The present invention relates generally to an authentication method, and more particularly, but not by way of limitation, to a system, method, and computer program product for using human brain signals to recognize individual identity by decoding brain activities into brain pattern sequences.
There are various biometric identification systems, such as fingerprint identification, hand geometry, palm vein authentication, retina scan, iris scan, face recognition, signature, voice analysis, etc. However, these methods have many shortcomings such as the passwords can be faked. Indeed, even if the owner dies, parts of his body can be used to obtain authentication. Thus, there is a need in the art to utilize human brain signals for identity recognition.
In an exemplary embodiment, the present invention can provide a computer-implemented authentication method, the method including decoding brain activity into a brain pattern sequence, applying brain dialogue to interact with a user while the user is entering the brain pattern sequence, and matching the brain pattern sequence with a predetermined password to allow access to a system. One or more other exemplary embodiments include a computer program product and a system.
Other details and embodiments of the invention will be described below, so that the present contribution to the art can be better appreciated. Nonetheless, the invention is not limited in its application to such details, phraseology, terminology, illustrations and/or arrangements set forth in the description or shown in the drawings. Rather, the invention is capable of embodiments in addition to those described and of being practiced and carried out in various ways and should not be regarded as limiting.
As such, those skilled in the art will appreciate that the conception upon which this disclosure is based may readily be utilized as a basis for the designing of other structures, methods and systems for carrying out the several purposes of the present invention. It is important, therefore, that the claims be regarded as including such equivalent constructions insofar as they do not depart from the spirit and scope of the present invention.
BRIEF DESCRIPTION OF THE DRAWINGS
Aspects of the invention will be better understood from the following detailed description of the exemplary embodiments of the invention with reference to the drawings, in which:
FIG. 1 exemplarily shows a high-level flow chart for an authentication method 100 according to an embodiment of the present invention;
FIG. 2 exemplarily depicts an exemplary system 200 diagram according to an embodiment of the present invention;
FIG. 3 exemplarily depicts a configuration of the brain pattern recognition center 202 according to an embodiment of the present invention;
FIG. 4 exemplarily depicts a signal slope according to an embodiment of the present invention;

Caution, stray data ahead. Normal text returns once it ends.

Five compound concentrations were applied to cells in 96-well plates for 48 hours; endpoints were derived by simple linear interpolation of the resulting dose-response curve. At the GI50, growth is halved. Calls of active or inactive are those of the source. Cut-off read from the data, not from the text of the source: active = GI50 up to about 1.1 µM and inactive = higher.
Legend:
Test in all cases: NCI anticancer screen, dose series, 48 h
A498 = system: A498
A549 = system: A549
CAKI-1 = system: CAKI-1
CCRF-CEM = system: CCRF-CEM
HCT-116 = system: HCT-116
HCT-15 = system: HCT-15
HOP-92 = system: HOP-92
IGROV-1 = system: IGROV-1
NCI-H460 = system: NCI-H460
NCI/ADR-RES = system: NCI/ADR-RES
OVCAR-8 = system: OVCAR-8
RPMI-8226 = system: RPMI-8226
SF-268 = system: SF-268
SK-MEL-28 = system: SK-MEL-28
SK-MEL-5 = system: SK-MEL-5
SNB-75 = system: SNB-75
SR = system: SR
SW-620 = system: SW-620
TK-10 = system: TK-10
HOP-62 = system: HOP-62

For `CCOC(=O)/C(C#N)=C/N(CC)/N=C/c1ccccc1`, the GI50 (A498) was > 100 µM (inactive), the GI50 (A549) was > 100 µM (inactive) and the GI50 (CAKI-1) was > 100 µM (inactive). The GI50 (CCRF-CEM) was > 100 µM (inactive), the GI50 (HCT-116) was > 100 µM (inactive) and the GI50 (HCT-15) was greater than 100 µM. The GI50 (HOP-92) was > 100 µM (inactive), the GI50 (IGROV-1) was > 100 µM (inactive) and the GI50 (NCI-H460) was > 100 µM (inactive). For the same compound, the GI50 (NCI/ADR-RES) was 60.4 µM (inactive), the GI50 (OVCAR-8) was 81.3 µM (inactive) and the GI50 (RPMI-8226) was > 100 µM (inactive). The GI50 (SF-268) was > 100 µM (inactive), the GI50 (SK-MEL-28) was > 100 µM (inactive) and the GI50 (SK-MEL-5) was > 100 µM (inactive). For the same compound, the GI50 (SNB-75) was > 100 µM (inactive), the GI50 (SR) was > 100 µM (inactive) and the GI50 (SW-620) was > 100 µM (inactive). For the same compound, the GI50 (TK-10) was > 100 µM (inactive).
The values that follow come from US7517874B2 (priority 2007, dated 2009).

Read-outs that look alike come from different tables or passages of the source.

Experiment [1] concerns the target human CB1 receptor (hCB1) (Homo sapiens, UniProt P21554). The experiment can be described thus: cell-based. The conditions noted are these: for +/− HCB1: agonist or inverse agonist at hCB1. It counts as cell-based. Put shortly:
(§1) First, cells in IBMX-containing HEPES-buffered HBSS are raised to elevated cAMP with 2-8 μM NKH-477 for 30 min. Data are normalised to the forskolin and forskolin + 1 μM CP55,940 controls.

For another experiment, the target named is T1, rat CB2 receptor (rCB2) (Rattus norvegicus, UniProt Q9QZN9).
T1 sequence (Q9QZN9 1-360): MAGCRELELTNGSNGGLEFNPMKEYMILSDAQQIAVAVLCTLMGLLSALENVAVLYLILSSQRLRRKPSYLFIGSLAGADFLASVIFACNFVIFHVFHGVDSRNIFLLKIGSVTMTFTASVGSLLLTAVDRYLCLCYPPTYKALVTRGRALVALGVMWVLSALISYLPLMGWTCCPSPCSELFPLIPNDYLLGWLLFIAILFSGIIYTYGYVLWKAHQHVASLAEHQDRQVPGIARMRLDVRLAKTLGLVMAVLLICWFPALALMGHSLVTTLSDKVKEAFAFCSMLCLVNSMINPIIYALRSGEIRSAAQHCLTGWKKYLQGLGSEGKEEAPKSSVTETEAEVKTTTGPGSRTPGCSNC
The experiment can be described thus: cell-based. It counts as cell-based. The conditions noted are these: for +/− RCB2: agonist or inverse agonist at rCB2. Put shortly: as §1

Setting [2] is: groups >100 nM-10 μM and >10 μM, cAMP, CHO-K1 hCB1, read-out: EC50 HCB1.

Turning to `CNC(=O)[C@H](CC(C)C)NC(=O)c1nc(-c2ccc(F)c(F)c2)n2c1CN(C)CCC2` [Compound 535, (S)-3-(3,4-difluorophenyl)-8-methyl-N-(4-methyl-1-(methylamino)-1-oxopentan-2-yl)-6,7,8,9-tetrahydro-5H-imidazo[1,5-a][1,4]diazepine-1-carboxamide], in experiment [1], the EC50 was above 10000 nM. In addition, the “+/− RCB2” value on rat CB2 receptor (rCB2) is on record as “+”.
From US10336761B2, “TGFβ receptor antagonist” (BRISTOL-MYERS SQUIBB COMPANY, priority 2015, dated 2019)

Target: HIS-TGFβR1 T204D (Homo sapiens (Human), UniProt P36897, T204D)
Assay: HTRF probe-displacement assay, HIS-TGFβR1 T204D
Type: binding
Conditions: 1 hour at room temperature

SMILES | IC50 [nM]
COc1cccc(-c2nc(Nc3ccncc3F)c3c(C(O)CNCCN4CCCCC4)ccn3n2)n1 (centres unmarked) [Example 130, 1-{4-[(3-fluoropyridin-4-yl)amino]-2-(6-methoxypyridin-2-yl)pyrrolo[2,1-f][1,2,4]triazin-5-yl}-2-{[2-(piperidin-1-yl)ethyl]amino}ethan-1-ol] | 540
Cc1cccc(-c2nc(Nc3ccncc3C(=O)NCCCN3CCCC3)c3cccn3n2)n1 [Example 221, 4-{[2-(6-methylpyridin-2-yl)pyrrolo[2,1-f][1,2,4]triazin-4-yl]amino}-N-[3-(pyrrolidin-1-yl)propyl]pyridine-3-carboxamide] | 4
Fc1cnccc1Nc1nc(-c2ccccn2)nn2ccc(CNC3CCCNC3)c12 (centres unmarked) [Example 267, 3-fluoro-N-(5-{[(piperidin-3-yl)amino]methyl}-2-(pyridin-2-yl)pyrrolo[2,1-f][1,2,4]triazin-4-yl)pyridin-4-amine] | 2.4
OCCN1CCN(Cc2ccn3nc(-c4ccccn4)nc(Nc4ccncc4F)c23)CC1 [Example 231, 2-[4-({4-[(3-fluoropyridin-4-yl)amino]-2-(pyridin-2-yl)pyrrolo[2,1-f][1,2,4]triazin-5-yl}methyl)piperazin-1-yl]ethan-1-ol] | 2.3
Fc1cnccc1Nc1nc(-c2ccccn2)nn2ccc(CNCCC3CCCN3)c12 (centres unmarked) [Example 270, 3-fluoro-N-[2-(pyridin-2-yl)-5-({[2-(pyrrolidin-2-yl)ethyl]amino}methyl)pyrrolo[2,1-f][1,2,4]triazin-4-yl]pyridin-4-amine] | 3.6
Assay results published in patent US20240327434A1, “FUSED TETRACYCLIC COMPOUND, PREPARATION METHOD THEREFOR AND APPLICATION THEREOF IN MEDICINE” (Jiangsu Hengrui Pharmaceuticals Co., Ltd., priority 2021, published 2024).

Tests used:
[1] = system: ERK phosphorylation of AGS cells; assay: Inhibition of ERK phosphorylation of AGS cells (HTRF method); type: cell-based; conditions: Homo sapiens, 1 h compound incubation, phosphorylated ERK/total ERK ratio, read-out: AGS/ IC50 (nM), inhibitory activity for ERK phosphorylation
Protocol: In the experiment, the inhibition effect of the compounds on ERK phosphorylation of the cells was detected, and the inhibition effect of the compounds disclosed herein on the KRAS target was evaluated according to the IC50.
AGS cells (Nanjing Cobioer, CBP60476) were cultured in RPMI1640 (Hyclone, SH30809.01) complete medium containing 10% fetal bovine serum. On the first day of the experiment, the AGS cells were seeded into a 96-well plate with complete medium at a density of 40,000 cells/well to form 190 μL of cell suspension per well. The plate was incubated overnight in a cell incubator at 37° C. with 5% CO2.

FIG. 5 exemplarily depicts a signal slope vs. power according to an embodiment of the present invention;
FIG. 6 exemplarily depicts a brain pattern generation according to an embodiment of the present invention;
FIG. 7 depicts a cloud-computing node 10 according to an embodiment of the present invention;
FIG. 8 depicts a cloud-computing environment 50 according to an embodiment of the present invention; and
FIG. 9 depicts abstraction model layers according to an embodiment of the present invention.
The invention will now be described with reference to FIGS. 1-9, in which like reference numerals refer to like parts throughout. It is emphasized that, according to common practice, the various features of the drawings are not necessarily to scale. On the contrary, the dimensions of the various features can be arbitrarily expanded or reduced for clarity.
By way of introduction of the example depicted in FIG. 1, an embodiment of an authentication method 100 according to the present invention can include various steps for authenticating a user to a system (e.g., via a password or the like).
By way of introduction of the example depicted in FIG. 7, one or more computers of a computer system 12 according to an embodiment of the present invention can include a memory 28 having instructions stored in a storage system to perform the steps of FIG. 1.
Although one or more embodiments may be implemented in a cloud environment 50 (see e.g., FIG. 8), it is nonetheless understood that the present invention can be implemented outside of the cloud environment.
Referring now to FIG. 1, in step 101, brain activity is decoded into brain pattern sequences, namely, a password. For example, as depicted in FIG. 6, the brain pattern sequences can include motion imagery, P300 wave, Steady-State Visual Evoked Potentials (SSVEP) tests over a time sequence. As depicted in FIG. 6, the motion imagery can be a first stage of a brain pattern sequence of which the brain activity to be decoded is L, R, R, L (e.g., left eye motion and right eye motion). In T1 seconds, a user model is used to determine if the user's brain activity satisfies the requirements. In a next time sequence (T2), event-related potential (ERP) such as P300 (P3) wave can be used to detect brain activity. For example, a user can be required to look at a canvas of the alphabet and numerals (or symbols and the like) and the brain activity to “look” at characters in a certain sequence (e.g., such as “a, c, e, q”). In a third time sequence (T3), SSVEP can be used to determine which at image out of a group of images that a user is looking by detecting visually-entrained brain waves. Each image at which the user is looking can be detected because they occur at specific frequencies. For example, if an image of a dog blinks at 15 hz, a pig at 30 hz, and a monkey at 40 hz, the EEG signals from the cortex can be used to look for any 15 hz, 30 hz, or 40 hz signal from the cortex. If a 15 hz signal is detected, then the user is looking at the dog. That is, each element of the password can be detected in a predefined time interval and elements of the password can be decoded from the same brain activities or also can be decoded from different activities.